Food Systems CoP

FSA CoP meeting sub group - Credits: Nicole Metz

Food systems research meets practice

During the meeting of the Dutch community of practice on food systems on June 18, 2019, research and practice exchanged on how food systems approaches have been brought into practice so far to identify lessons and future perspectives.

On June 18, 2019 a Food systems community of practice (CoP) meeting brought together 21 Food and Nutrition Security professionals from policy, research and practice to exchange on how food systems approaches have been brought into practice so far to identify lessons and future perspectives.

Food Systems Approaches (FSA) continue to be a key area of interest for Dutch knowledge institutions, Ministries and other stakeholders, as is reflected in the high number of events and publications referring to food systems or to food systems transitions. The recent policy letter “Op weg naar een wereld zonder honger in 2030: de Nederlandse inzet”, as well as the EAT-Lancet report are among the most relevant new papers. To explore how this currently translated into food systems practice the CoP meeting focused on three cases where the FSA is being piloted, exchanging experiences with the following three leading questions:

  • How have Food Systems Approaches been applied in practice so far?
  • What can a Food Systems Approaches add to the existing approaches and models of practitioners?
  • What are lessons learnt in applying Food Systems Approaches for decision-making?

Download the complete workshop report of the CoP meeting.

Three cases applying Food Systems Approaches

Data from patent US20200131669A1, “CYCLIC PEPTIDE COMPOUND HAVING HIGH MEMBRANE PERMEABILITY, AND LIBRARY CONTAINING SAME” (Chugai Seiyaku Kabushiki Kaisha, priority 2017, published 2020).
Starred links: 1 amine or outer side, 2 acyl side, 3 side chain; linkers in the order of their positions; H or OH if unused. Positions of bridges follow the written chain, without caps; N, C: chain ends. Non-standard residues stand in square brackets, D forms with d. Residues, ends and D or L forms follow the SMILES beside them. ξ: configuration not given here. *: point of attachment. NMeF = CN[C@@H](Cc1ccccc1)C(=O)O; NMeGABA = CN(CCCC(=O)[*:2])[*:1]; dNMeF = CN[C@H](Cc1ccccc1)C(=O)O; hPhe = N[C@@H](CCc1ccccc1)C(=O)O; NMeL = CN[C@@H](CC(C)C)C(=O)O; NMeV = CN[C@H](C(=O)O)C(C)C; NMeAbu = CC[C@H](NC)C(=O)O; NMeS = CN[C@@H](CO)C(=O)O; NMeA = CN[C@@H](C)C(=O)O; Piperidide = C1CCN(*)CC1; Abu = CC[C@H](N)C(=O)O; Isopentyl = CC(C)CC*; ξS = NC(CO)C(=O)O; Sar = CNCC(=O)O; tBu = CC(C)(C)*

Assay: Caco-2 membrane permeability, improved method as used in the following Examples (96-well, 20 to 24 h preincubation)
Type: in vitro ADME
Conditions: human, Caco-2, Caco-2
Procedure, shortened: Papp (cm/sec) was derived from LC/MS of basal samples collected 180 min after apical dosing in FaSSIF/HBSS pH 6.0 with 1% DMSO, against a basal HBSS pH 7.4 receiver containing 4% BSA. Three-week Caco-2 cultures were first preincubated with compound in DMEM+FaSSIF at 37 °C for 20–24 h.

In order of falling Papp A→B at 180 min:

Frederike Praasterink of HAS University of Applied Sciences piloted the Food Systems Approach in a masterclass, with students from different disciplines and the Foundation “United Against Food Waste”. The objective was to test the Food Systems Approach in order to develop an intervention strategy based on a system analysis.

Nout van der Vaart of Hivos presented the experience of the Hivos-IIED-led programme “Sustainable Diets for All“ that takes a Food Systems Approach to policy making on food and agriculture in Bolivia, Indonesia, Uganda, Kenya and Zambia. The programme aims to change policies to deliver better food systems outcomes for the health and diets of low-income consumers by organization of ‘food change labs’, the generation of citizen evidence and lobby & advocacy activities.

Just Dengerink and Helena Posthumus of Wageningen Economic Research and KIT Royal Tropical Institute presented their experience with piloting a food systems decision-support tool that applies food systems thinking to policy. The tool was used to support the Ministry of Foreign Affairs in shaping strategies for food and nutrition security programming in Ethiopia, the Sahel and Nigeria.

Conclusions and follow-up

Based on two rounds of group discussions for the three cases various elements where a Food Systems Approach provided added value were identified, including (among others) by broadening the scope of factors that is normally taken into consideration for policy and programming, while also helping justify and strengthening multidisciplinary and transdisciplinary collaboration. A number of questions and challenges also still remained, including defining the boundaries of food systems or how to make this approach work at different levels. Such questions can be taken up as a knowledge agenda for future activities and exchanges. In the plenary discussion participants also recognized that further piloting of the Food Systems Approach is needed, by trying it in different contexts, with different actors and for different challenges.

The meeting concluded with a call to all participants to keep sharing their experiences and insights in using the Food Systems Approach; and to take the initiative to call this Community of Practice together if they have particular ideas. The F&BKP is available to facilitate this joint knowledge process and the knowledge sharing with the broader food and nutrition security community.